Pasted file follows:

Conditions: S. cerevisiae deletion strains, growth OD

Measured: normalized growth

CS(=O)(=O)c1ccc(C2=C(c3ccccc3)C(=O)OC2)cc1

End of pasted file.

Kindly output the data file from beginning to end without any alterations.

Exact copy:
Conditions: S. cerevisiae deletion strains, growth OD

Measured: normalized growth

CS(=O)(=O)c1ccc(C2=C(c3ccccc3)C(=O)OC2)cc1